My ex-husband was the first person who introduced me to Der Struwwelpeter. "I have this great book from my childhood," he said. "Here. Take a look." Inside I found ten stories with gruesome pictures of what happened to naughty, naughty children who did not behave. Though the illustrations are certainly graphic enough to get the gist of what's going on, I still had my then-boyfriend now ex-husband translate the stories since I didn't speak German at the time.
There is the story of Little Suck A Thumb, who wouldn't stop sucking his thumb even though his mother warned him of the evil tailor who cuts off the thumbs of naughty little children if they don't listen to their mother. She goes away for a while, the kid sucks, the evil tailor comes and, snip, there goes the thumb.
Or of Little Paulinchen, who plays with a book of matches. Of course, she burns to death, her two precious kitty cats later weeping over her ashes.
When my then-boyfriend now ex-husband showed me this book I was pretty shocked. "You read this as a child?" I asked. After all, he was born in 1972, not 1861.
"Sure. It was a great book." When I pointed out that it was pretty morbid not to mentioning frightening he just shrugged.
Der Struwwelpeter was written in 1845 by Heinrich Hoffmann. A German psychiatrist, Hoffmann wanted to buy a picture book for his son for Christmas in 1844, but was disappointed with everything he found (perhaps they were all about gentle little lambs or good children frolicking carefree in a field....) He went home and wrote and illustrated Der Struwwelpeter which has the subtitle: Lustige Geschichte und drollige Bilder, in English Funny Stories and Whimsical Pictures. Hmm...I guess the idea of "humor" was different in 1844 than it is now.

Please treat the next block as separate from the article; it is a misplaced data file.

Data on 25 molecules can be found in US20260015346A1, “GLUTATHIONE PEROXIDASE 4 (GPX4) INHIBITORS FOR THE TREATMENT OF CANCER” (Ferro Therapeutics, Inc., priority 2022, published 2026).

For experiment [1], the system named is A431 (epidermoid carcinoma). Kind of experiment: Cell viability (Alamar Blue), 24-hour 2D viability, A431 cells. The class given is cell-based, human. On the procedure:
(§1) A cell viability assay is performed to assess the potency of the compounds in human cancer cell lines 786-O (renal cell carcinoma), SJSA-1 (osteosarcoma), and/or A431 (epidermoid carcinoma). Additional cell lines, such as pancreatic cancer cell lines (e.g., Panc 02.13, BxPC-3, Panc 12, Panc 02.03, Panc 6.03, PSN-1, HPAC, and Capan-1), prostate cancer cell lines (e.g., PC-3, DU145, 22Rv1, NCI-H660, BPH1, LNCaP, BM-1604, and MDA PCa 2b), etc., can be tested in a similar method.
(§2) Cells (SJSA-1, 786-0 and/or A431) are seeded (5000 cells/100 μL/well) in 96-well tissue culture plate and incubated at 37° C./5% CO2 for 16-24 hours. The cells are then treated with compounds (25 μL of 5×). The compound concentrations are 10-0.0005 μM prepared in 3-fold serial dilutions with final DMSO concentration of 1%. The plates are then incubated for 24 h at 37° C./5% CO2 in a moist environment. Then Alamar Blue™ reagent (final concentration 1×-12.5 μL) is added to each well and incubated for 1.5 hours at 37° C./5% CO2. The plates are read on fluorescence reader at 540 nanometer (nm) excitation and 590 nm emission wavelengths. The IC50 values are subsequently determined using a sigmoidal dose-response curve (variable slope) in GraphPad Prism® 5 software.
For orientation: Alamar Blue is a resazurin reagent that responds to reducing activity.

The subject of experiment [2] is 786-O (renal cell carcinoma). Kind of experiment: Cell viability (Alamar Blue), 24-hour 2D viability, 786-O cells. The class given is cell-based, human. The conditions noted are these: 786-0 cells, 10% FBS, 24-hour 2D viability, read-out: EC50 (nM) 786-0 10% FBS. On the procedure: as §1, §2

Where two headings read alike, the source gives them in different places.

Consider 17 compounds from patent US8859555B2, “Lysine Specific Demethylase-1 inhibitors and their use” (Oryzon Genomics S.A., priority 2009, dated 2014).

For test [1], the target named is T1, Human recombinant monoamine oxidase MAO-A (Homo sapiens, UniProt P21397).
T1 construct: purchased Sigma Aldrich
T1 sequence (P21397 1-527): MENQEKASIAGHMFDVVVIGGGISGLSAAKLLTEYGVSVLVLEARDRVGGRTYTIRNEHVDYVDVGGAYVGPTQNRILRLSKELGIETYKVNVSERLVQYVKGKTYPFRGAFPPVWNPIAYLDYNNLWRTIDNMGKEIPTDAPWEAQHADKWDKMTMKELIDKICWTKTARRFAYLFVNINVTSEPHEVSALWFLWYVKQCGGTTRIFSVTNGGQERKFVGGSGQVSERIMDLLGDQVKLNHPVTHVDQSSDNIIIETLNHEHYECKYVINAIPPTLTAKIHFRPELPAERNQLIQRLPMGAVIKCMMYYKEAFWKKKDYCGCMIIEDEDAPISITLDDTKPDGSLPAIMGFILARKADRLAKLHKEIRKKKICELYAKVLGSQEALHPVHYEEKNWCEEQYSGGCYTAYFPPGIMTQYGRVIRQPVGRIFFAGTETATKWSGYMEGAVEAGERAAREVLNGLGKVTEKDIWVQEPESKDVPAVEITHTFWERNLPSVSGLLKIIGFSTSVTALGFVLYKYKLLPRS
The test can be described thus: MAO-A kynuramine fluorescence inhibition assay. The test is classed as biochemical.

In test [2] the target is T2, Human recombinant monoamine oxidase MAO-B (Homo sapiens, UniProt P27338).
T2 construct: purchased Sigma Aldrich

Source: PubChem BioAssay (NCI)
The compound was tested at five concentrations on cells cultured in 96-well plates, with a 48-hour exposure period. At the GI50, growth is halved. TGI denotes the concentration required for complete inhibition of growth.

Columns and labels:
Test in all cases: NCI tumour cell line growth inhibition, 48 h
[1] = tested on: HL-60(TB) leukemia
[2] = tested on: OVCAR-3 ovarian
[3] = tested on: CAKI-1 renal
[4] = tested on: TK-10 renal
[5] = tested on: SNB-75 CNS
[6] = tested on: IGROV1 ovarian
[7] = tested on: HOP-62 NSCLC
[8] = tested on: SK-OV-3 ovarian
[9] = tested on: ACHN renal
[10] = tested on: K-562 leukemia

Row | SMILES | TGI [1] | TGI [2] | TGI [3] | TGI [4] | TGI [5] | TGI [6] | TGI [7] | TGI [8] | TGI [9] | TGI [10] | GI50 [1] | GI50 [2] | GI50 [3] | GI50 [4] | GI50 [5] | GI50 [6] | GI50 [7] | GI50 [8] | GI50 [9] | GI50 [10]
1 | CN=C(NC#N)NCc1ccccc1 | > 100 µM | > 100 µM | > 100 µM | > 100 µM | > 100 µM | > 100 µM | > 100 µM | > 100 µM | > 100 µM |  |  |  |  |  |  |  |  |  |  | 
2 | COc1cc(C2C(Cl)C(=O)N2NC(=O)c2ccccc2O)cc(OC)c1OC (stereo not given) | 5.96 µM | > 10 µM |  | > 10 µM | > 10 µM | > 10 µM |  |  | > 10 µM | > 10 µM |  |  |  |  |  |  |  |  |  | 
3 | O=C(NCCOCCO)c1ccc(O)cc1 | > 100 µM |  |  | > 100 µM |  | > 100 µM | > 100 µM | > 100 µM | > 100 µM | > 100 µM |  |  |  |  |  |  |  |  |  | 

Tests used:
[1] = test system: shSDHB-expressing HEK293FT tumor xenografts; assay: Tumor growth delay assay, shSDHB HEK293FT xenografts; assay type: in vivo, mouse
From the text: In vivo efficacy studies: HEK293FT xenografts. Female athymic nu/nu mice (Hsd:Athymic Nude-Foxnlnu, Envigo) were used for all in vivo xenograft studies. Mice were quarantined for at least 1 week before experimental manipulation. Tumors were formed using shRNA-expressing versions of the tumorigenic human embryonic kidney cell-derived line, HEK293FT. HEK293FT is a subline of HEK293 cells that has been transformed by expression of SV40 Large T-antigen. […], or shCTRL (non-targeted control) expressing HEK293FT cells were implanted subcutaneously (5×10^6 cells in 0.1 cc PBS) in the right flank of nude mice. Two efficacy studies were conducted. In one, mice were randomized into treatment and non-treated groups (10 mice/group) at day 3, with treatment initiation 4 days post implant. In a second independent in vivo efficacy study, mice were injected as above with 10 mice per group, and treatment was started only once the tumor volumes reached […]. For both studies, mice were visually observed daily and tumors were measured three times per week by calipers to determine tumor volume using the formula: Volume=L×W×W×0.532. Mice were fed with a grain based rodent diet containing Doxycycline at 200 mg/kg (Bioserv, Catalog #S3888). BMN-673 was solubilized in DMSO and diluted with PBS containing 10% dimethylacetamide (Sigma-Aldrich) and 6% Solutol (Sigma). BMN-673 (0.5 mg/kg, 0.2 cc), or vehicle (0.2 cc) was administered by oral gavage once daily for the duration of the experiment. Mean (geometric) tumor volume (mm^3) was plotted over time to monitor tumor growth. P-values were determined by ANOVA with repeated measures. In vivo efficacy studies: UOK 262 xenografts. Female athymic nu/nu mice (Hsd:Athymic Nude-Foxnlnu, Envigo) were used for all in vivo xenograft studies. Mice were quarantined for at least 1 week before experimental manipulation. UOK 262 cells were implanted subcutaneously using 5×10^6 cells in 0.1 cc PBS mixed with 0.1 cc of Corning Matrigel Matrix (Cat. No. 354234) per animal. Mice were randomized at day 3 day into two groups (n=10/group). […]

To find out more about the history of Der Struwwelpeter as well as read a synopsis of each of the ten tales, you can visit the following link: 10 Gruesome Tales. Pretty interesting really. The book was extremely popular and even had an English version called Slovenly Peter, translated by none other than Mark Twain.
I found a vintage copy a while back on ebay, but I don't think I'll be giving it to my girls. Then again, Mia is a very picky eater. Maybe if I tell her the Boogey Man is just around the corner and he will bite off her head unless she finishes her fish sticks her eating habits will improve. It could work, but she would probably have to spend a small fortune later on therapy...No, I think I'll stick with the stories about gentle little lambs and just still offer the book up for sale in Schaufenster!